While in Asia, do as the Asians and over here that means one thing: karaoke. Even in the most rural village in Vietnam, it’s almost impossible to walk down the street without hearing the distant sound of a tone-deaf k-pop aficionado, no Dutch courage necessary. Maybe it’s one of the better-known word origin stories but I couldn’t stay here without giving the continent’s favourite pastime a mention.
Karaoke comes from the Japanese words kara from karappo which means ‘empty’ and oke, a clipped from of okesutura which literally means ‘orchestra’. So karaoke is an empty orchestra because the songs are recorded without the voice of the singer.
The fad allegedly started when a singer failed to turn up to their scheduled performance in a bar in Japan. To solve the lack of entertainment, the bar owner played the backing track and encouraged the customers to sing along.
Others say that karaoke started in the 1970s when Daisuke Inoue, a Japanese singer, recorded his songs and recorded it for people to sing along too.
On the other hand, karaoke may come from Asia but the world record for the greatest number of people singing karaoke at one time, 120,000 people in fact, belongs to Robbie Williams in the UK and the record for the longest karaoke marathon of 1,295 songs, lasting 101 hours, 59 minutes and 15 seconds, was set by Leonardo Polverelli, an Italian. So it seems it’s not just Asians but the everyone else too who have a soft spot for a bit of a sing-song.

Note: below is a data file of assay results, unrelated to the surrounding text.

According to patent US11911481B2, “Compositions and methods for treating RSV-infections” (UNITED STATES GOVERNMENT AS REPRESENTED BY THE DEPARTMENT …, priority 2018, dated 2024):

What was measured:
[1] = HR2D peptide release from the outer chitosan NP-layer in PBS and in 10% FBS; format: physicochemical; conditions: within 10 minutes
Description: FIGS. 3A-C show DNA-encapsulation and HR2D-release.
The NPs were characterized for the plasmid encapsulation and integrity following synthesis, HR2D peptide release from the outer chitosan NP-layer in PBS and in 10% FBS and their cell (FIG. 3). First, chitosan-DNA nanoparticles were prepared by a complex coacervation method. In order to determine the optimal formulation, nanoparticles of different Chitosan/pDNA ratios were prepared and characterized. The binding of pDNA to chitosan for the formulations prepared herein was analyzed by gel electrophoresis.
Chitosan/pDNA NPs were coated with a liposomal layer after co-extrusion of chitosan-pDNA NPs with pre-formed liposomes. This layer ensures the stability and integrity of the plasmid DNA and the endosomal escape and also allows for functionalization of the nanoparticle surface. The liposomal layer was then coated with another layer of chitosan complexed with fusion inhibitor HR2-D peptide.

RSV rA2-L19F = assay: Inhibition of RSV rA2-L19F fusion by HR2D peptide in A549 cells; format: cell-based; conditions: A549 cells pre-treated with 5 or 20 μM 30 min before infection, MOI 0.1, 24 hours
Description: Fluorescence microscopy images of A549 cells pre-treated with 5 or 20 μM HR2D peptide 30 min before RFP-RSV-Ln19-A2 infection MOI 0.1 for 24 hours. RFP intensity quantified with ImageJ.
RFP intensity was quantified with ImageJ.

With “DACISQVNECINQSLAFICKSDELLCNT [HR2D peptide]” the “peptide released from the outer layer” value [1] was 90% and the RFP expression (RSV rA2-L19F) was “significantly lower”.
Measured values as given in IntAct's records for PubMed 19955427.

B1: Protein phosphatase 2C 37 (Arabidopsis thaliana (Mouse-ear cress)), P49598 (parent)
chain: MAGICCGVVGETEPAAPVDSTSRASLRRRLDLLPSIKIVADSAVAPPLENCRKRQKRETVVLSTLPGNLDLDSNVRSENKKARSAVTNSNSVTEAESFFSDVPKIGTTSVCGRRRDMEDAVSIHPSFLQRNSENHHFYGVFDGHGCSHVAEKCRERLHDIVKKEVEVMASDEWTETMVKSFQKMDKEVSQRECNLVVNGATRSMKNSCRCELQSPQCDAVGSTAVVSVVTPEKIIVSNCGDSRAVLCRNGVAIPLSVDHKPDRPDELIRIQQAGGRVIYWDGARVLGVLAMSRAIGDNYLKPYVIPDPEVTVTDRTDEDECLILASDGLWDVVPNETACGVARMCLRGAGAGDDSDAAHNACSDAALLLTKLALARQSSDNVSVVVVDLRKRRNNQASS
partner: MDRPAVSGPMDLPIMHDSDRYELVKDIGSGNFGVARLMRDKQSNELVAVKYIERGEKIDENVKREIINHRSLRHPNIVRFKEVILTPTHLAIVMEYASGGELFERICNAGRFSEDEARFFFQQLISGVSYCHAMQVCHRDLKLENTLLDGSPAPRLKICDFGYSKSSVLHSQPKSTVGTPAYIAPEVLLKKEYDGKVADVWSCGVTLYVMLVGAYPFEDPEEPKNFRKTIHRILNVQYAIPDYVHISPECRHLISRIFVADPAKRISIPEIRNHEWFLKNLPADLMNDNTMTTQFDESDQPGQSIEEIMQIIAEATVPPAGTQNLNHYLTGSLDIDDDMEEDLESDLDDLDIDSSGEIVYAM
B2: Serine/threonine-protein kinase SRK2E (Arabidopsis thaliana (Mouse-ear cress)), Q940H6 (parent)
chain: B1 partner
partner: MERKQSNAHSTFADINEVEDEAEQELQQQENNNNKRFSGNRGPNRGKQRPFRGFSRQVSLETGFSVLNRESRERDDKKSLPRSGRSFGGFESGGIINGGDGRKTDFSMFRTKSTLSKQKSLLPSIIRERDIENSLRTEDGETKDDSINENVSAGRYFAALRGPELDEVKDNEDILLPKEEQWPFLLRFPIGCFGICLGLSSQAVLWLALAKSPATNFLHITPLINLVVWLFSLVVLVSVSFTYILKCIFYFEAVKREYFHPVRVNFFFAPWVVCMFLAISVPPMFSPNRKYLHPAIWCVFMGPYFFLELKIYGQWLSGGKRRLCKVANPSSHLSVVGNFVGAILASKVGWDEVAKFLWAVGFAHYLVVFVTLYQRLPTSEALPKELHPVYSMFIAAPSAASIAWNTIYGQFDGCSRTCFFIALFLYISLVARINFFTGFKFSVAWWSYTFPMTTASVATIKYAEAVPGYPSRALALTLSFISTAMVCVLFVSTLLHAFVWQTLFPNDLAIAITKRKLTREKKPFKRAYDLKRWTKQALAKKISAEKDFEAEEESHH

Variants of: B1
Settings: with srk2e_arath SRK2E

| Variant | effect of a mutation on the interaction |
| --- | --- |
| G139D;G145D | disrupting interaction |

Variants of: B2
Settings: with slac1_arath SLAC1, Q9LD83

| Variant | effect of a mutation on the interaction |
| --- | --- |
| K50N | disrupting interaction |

Entries into Word Stories have been admittedly sparse as of late for no better reason than that I’ve been travelling about Asia and while rainforest and pagodas have abounded, wifi access has been patchy to say the least. Saying that, interesting languages have been all over the place and, as always, some of these exotic words have wound up in English. At the moment, I’m in Malaysia so that calls for a look at a nice donation from the Malays: orangutan.
The word comes fairly simply from the Malay version orang utan where orang means ‘man’ and utan means ‘woods’ so orangutan is ‘man of the woods’. It entered English via Dutch in the 1690s. You can still see orang around in Malaysia in words like orang asli, who were the original Malay natives, or orang Malayu, which means the Malay people.
The only point of debate is about whether or not the word for ‘man’ was actually used to refer to the ape, since the Malays already had a specific word for the apes, maias. One relatively likely possibility is that the word was used by town-dwellers to refer to the tribes in the forest on the Sunda Islands and that the Europeans simply mistook the reference for the animals instead. Whatever happened, the Malays now use the word to refer to the apes too.
The first citation of the word comes is found in the Historiae naturalis et medicae Indiae orientalis by Jacobus Bontius in 1631. According to Bontius, the Malays claimed that the ape could, but preferred not to, talk. The orangutan may be one of the most intelligent primates but we know now that language would be impossible for it. Among other limitations, they have a higher larynx and thinner tongues than humans. Still, that hasn’t stopped us from trying to make the ape talk. In 1978, studies began with an orangutan named Chantek at the University of Tennesse. Over eight years, Chantek successfully learnt 150 signs as well as both British and American sign language but never quite got hold of language as we know it.